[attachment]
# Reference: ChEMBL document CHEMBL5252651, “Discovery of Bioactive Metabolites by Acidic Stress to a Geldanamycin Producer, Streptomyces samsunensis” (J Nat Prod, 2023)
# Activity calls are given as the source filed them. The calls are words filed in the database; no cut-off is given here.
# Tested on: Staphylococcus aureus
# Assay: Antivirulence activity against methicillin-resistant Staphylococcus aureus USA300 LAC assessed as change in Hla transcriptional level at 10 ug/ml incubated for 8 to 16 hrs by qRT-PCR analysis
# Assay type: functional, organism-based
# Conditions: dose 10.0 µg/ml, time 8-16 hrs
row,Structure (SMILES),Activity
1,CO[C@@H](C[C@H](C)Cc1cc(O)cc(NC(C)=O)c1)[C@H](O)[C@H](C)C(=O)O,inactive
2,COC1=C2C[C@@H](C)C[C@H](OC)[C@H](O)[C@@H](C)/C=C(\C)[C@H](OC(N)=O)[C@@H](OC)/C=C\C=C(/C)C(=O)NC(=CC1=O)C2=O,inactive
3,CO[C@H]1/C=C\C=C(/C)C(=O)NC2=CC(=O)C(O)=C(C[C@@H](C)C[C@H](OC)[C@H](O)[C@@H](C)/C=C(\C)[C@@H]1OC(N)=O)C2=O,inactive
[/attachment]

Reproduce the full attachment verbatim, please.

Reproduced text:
# Reference: ChEMBL document CHEMBL5252651, “Discovery of Bioactive Metabolites by Acidic Stress to a Geldanamycin Producer, Streptomyces samsunensis” (J Nat Prod, 2023)
# Activity calls are given as the source filed them. The calls are words filed in the database; no cut-off is given here.
# Tested on: Staphylococcus aureus
# Assay: Antivirulence activity against methicillin-resistant Staphylococcus aureus USA300 LAC assessed as change in Hla transcriptional level at 10 ug/ml incubated for 8 to 16 hrs by qRT-PCR analysis
# Assay type: functional, organism-based
# Conditions: dose 10.0 µg/ml, time 8-16 hrs
row,Structure (SMILES),Activity
1,CO[C@@H](C[C@H](C)Cc1cc(O)cc(NC(C)=O)c1)[C@H](O)[C@H](C)C(=O)O,inactive
2,COC1=C2C[C@@H](C)C[C@H](OC)[C@H](O)[C@@H](C)/C=C(\C)[C@H](OC(N)=O)[C@@H](OC)/C=C\C=C(/C)C(=O)NC(=CC1=O)C2=O,inactive
3,CO[C@H]1/C=C\C=C(/C)C(=O)NC2=CC(=O)C(O)=C(C[C@@H](C)C[C@H](OC)[C@H](O)[C@@H](C)/C=C(\C)[C@@H]1OC(N)=O)C2=O,inactive